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Tuesday, July 26, 2005

The Culture of Organized Panic

By: Michael Akerman


Bombings in a crowded mass transit system; an innocent man gunned down in front of stunned bystanders; discrimination based on income, race, and religion; ultimately, a conscious decision to become evil in an effort to fight evil.

This is a familiar pattern: it sounds, to the uninformed, like something out of one of the despotic theocracies of the Middle East. The system has spiraled in such a way in Hitler's Germany, Stalin's Russia, and every other tyranny that has stained the face of this globe. But this is not happening in a dictatorship, this time (or, at least, not as we've known dictatorships to be). No, this is happening in the country with perhaps the closest ties to America, the fatherland of our heritage, and our closest ally. This is happening in a bastion of culture and civilization, a nation that prides itself on its calm rationality and impressive civility, even (or perhaps especially) compared to the United States. It's happening in the United Kingdom.

I wonder often at the tenacity of human social systems when sudden catastrophe so easily causes a shift to reactions of fear and hate. A few days ago, London plain-clothes police officers shot a Brazilian man, who they suspected of being linked to the recent Tube bombings, eight times in the head in front of the stunned eyes of the commuters on the subway. It turns out that man was entirely innocent, guilty only of living in the same apartment complex as a terrorist and getting on a subway. Yet, I'm utterly surprised by the lack of outcry, at least on this side of the pond. There's an inquiry into the "incident," of course, but I've heard nothing that indicates the officers responsible have been stripped of their badges pending the investigation.

It's odd, I think, that this happened in Britain. Their police officers don't generally carry guns: it occurs that maybe they simply weren't used to the restraint a gun requires. At any rate, this is more heinous than most anything you hear of in America (from the police, anyway). When was the last time you heard of someone, who was not confronting the police with a weapon, being gunned down in the street, without a trial, merely on suspicion of being associated with terrorism? I can't recall an incident.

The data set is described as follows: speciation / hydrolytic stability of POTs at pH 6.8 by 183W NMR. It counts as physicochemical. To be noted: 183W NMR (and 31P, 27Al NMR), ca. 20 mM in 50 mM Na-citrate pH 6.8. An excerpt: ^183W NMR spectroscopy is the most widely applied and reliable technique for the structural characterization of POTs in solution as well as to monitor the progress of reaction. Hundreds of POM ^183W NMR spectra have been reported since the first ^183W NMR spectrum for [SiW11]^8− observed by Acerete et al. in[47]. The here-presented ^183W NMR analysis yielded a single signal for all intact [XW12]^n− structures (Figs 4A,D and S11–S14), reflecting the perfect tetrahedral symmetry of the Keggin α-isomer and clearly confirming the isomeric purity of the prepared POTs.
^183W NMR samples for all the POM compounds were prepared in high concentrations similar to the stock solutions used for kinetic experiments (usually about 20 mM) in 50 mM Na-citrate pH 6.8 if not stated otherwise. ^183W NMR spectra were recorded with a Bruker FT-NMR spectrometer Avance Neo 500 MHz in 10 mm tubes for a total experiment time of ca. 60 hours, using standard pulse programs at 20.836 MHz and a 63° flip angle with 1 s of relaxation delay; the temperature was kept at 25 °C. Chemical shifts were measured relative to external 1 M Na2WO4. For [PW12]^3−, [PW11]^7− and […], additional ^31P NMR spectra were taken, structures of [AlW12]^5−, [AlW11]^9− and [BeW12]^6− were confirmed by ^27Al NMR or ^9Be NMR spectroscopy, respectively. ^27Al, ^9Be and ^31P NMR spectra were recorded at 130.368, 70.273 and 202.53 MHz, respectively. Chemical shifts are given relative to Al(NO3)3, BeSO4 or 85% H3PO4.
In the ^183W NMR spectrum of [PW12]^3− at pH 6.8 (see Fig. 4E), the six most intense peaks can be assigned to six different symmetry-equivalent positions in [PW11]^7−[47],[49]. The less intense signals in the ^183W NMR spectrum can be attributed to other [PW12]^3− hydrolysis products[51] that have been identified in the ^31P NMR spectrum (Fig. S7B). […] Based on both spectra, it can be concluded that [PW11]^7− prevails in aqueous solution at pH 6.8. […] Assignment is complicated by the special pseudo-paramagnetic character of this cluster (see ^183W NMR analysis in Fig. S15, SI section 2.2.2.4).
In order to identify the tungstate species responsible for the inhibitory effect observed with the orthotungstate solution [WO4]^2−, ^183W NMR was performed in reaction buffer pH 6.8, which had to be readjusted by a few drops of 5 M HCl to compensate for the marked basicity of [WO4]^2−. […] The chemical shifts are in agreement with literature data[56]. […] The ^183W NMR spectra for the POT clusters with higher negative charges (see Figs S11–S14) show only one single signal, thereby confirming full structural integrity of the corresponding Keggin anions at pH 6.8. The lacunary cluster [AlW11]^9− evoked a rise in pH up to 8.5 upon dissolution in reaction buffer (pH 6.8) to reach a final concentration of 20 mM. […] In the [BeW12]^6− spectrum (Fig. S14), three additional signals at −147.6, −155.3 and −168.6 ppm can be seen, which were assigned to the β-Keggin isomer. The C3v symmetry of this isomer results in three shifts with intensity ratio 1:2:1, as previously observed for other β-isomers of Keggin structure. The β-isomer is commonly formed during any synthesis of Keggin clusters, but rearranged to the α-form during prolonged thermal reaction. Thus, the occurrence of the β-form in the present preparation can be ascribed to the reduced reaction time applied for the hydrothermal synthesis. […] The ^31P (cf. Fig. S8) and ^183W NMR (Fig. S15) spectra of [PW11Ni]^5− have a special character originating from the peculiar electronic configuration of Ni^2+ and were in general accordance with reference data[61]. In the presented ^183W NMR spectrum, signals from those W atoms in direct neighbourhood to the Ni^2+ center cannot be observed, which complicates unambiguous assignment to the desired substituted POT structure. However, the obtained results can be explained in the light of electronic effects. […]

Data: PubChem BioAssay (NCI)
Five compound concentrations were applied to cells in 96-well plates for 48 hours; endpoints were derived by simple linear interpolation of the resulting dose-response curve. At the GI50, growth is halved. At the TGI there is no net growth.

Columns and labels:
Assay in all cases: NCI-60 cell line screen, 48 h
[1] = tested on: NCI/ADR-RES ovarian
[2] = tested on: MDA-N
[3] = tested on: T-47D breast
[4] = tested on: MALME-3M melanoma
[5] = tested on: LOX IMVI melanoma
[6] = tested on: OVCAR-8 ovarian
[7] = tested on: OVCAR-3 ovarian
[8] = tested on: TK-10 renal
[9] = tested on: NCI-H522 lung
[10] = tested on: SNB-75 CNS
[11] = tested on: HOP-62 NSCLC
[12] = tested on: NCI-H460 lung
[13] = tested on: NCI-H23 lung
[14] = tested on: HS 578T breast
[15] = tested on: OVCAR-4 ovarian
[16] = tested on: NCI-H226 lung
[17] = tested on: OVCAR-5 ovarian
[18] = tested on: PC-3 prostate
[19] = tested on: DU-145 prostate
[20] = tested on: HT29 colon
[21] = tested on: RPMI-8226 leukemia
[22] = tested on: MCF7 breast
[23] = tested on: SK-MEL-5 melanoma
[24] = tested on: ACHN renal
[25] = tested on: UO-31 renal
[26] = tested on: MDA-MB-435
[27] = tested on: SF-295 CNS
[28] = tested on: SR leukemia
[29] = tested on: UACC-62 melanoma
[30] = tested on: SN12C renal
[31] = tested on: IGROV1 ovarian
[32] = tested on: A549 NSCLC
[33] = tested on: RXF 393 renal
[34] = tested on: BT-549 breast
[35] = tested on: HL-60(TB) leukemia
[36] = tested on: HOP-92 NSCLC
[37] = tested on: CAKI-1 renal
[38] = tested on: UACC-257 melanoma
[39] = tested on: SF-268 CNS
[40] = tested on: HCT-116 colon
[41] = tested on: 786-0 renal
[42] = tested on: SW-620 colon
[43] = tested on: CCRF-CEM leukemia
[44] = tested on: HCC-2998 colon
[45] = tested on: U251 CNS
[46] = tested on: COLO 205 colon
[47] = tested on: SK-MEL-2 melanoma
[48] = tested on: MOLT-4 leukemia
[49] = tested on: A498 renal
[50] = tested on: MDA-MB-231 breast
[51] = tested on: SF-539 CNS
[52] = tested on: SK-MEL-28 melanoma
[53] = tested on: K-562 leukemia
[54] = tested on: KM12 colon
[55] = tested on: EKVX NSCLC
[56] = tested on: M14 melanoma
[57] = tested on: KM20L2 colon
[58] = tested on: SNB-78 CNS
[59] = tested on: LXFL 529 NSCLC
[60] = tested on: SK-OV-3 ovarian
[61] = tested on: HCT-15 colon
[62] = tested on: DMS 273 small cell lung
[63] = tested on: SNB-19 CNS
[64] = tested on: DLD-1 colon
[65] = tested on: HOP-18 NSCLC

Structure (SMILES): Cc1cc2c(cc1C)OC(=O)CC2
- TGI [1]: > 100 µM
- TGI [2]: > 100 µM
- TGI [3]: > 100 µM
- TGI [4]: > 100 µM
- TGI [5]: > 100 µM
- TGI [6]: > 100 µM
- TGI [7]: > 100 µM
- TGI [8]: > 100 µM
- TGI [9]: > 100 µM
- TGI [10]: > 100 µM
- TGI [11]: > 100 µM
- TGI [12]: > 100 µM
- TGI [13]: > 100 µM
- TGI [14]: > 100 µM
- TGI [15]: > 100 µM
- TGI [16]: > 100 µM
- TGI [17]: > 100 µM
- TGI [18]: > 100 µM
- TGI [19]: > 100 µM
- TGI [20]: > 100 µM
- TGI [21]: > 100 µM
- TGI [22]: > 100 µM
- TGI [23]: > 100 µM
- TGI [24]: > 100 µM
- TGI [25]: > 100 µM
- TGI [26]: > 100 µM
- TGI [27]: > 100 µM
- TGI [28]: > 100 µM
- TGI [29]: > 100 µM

Still, people seem to take it in stride. I think it's despicable. The justification is that the only way to deal with a terrorist is to take his life with a kill shot to the head. That manner of thinking is entirely backwards: to break Godwin's law, though bear with me because my point is valid, Hitler thought that way about the Jews. They're ruining the country and we have to kill them. Anyone we suspect of it is just as guilty. I'm right, you're wrong, shut up.

The police have a duty to protect innocent lives, and they failed utterly. Instead, they have run directly counter to their commitment and taken one, without a trial, without hesitation, without a thought. I'm amazed that no one tried any of the dozens of less-than-lethal methods of taking this fellow down. One wonders why one of the officers didn't simply shoot him in the leg before he reached the subway, and accosted him forthwith. No, they decided it would behoove them to shoot to kill, as the first choice. Soldiers in Iraq don't do this at checkpoints when a car is speeding toward them, if you'll recall the case regarding that Italian journalist!

It's a sad time when we have to live in fear that we will be gunned down merely for wearing a coat and walking out of an apartment building where a terrorist might possibly live. I'm glad I don't live in London.